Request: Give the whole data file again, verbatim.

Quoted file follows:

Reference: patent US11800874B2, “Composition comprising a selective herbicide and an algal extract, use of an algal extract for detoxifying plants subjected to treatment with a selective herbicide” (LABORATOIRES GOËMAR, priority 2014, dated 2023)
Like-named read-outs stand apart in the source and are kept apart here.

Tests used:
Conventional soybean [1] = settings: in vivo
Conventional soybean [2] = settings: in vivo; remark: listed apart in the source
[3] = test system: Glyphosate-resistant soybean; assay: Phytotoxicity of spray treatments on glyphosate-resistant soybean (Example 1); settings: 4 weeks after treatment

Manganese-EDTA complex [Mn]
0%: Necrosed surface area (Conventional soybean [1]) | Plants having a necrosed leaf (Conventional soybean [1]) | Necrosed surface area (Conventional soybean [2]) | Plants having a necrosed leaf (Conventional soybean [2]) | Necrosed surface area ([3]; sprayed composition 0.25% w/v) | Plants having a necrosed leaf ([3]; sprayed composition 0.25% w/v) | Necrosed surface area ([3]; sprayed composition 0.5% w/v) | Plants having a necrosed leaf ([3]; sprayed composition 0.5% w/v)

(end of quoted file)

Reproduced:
Reference: patent US11800874B2, “Composition comprising a selective herbicide and an algal extract, use of an algal extract for detoxifying plants subjected to treatment with a selective herbicide” (LABORATOIRES GOËMAR, priority 2014, dated 2023)
Like-named read-outs stand apart in the source and are kept apart here.

Tests used:
Conventional soybean [1] = settings: in vivo
Conventional soybean [2] = settings: in vivo; remark: listed apart in the source
[3] = test system: Glyphosate-resistant soybean; assay: Phytotoxicity of spray treatments on glyphosate-resistant soybean (Example 1); settings: 4 weeks after treatment

Manganese-EDTA complex [Mn]
0%: Necrosed surface area (Conventional soybean [1]) | Plants having a necrosed leaf (Conventional soybean [1]) | Necrosed surface area (Conventional soybean [2]) | Plants having a necrosed leaf (Conventional soybean [2]) | Necrosed surface area ([3]; sprayed composition 0.25% w/v) | Plants having a necrosed leaf ([3]; sprayed composition 0.25% w/v) | Necrosed surface area ([3]; sprayed composition 0.5% w/v) | Plants having a necrosed leaf ([3]; sprayed composition 0.5% w/v)